- Keep some restaurant gift cards for very bad days (or a stash of “emergency” cash you build from saving on the grocery budget). Avoid the temptation to use them too freely, and they can bail you out in a pinch. Don’t be afraid to order pizza or Chinese from time to time.
Appointments, errands, and emergencies and your homeschool
Let’s start with those normal days. I am going to put on my bossy pants here (What? I do take them off — sometimes.)
Try, try, try again to never make appointments during school hours. Honor your school day and try to do everything in your power to schedule appointments for after you are done.
If you can have a day you reserve for appointments, you can always plan to end school by noon on that day. Early afternoon slots will still get you in before local schools are out and sometimes having the first slot after lunch means you get in and out quicker.
Now I cheat on this one some. I always schedule orthodontist appointments for [8:30] or 9 AM. They are quick, the before-school crowd is gone, and we hardly ever start school that early anyway.
So the appointment gets us moving and then we come home and begin school. Your mileage on this may vary.
The same with errands. Try to work it so most errands are done on one or two early afternoons a week. Get a system in place for dropping off and picking up dry cleaning, shopping for groceries, or running to the post office.
It may seem impossible at first, but there are very few craft store emergencies and you will be surprised at how a little discipline in this area can make a big difference in your days.
Bad day tips:
Emergencies fall into two categories; the “we are sick and need a doctor’s appointment today” variety and “someone broke their arm or got a gash”. In the case of the latter, just deal with the emergency. School is not life or death, but getting the bleeding stopped is.
If you spend a fair amount of the winter in doctors’ offices, you might consider making an appointment bag. Keep some math review worksheets, handwriting practice, a few books to read. Add clipboards, pencils, and crayons and you are good to go.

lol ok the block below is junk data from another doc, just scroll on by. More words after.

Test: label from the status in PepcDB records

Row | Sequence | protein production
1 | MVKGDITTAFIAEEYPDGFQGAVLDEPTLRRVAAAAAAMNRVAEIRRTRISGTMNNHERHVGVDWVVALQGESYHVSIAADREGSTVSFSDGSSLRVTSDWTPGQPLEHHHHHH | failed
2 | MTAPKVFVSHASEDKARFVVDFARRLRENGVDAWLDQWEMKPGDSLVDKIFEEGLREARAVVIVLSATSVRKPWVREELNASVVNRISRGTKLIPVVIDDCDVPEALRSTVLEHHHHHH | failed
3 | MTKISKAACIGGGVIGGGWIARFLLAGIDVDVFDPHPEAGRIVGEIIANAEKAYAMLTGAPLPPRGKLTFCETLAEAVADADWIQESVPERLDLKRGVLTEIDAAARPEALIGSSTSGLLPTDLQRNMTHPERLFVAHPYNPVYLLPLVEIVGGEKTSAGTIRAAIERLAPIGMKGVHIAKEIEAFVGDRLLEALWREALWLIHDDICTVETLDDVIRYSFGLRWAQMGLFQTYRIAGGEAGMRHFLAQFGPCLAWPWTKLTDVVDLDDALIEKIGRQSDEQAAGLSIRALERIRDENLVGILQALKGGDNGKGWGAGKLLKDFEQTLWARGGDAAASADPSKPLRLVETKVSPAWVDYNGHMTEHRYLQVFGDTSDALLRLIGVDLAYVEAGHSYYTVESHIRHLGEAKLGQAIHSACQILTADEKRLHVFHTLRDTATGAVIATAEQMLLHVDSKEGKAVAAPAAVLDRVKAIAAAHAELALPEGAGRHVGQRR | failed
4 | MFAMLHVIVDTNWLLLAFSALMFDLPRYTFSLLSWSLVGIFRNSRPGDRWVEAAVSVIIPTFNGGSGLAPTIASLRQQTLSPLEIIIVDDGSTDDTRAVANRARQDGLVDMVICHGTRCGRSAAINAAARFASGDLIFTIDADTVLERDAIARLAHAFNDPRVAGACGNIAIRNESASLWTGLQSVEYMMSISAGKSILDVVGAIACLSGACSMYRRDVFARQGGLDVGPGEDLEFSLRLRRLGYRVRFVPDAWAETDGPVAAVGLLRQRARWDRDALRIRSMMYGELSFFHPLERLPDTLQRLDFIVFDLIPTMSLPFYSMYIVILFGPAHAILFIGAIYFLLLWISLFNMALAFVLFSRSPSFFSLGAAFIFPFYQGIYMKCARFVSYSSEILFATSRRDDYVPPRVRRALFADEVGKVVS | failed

It may not be what you planned doing for school that day, but it will still be something you feel good about calling “school” for the day.
Housekeeping and homeschooling
This is a hard one because while everyone eats and doctor’s appointments are inevitable, everyone’s level of tolerance for mess is different.
Here is the deal. It IS possible to homeschool well and have a pretty clean house. BUT if you do, you won’t have much time for doing anything else. If a clean house is your second priority behind homeschooling (and you know as a homeschooling mom that homeschooling is your first priority, right?), then you can have a fairly clean house.
It’s not mine. I would say the clean house is about fourth on the list here and everyone at my house is fine with that. We clean well every other Friday afternoon or Saturday morning. In between, we keep things picked up, the kitchen tidy, and anything from becoming gross. By the time it is time to mop those floors again, I am so ready to get it done.
So step one is to determine your need for clean and see if the rest of your family is ok with that. Based on that, you can determine how much time you need to spend cleaning and plan accordingly. Here are some helpful things to remember.
Kids can have chores. Anyone over the age of three can learn to be a good helper and do things like unloading and loading the dishwasher, swishing toilets, dusting, wiping countertops and sinks, and running a Swiffer or vacuum.
Give a couple of chores each day for each child and a 15 minute tidy at the end of the day where everyone works together. With this, you can maintain some semblance of a clean house (even if it won’t pass the mother-in-law’s “white-glove” test).
Routines are your best friend.
Have a quick morning, midday, and afternoon routine in place to keep your home running smoothly. Here is mine for example:
- Make the bed and tidy master bedroom
- Load dishwasher
- Start a load of laundry (most days)
- Move laundry
- Sort mail
- Tidy kitchen after lunch. Have kids unload the dishwasher
- Fold clothes
- Tidy kitchen after dinner
- Check tomorrow’s menu and layout items to thaw
- Have kids pick up before bed
Now that is the bare minimum, but it keeps our house a few minutes from drop-by company-ready most of the time.
For more about routines and keeping house, I refer you to Mystie and her Sweep and Smile course.
Bad day tips:
If you need to do a fast emergency clean? Check out this post on emergency cleaning from a Slob Comes Clean. This one just about covers it. (Hint: It also works if you feel guilty about the house being untidy yet again before your husband comes home from work. Just sayin’.)
The basic idea of getting things done
Here’s the deal. All of the tips I have given you above are about being proactive instead of reactive. They are about controlling your normal so that you can then deal with the unexpected with grace.
Taking some time to plan for the everyday (and emergencies) like you would plan for a school year or a vacation will pay huge dividends in your peace of mind as you homeschool. And in those lessons, your kids are learning in your home.
For more tools like this and help with consistency in your homeschool, check out our Homeschool Consistency Bootcamp. We are opening it January 31, 2019 and you can click to get on the waiting list below.